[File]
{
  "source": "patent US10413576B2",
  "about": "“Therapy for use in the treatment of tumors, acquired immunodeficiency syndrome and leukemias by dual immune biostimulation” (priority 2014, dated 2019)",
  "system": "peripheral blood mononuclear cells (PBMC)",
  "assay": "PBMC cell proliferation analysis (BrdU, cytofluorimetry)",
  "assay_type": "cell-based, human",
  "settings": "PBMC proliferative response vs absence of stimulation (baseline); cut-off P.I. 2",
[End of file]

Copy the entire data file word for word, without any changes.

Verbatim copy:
{
  "source": "patent US10413576B2",
  "about": "“Therapy for use in the treatment of tumors, acquired immunodeficiency syndrome and leukemias by dual immune biostimulation” (priority 2014, dated 2019)",
  "system": "peripheral blood mononuclear cells (PBMC)",
  "assay": "PBMC cell proliferation analysis (BrdU, cytofluorimetry)",
  "assay_type": "cell-based, human",
  "settings": "PBMC proliferative response vs absence of stimulation (baseline); cut-off P.I. 2",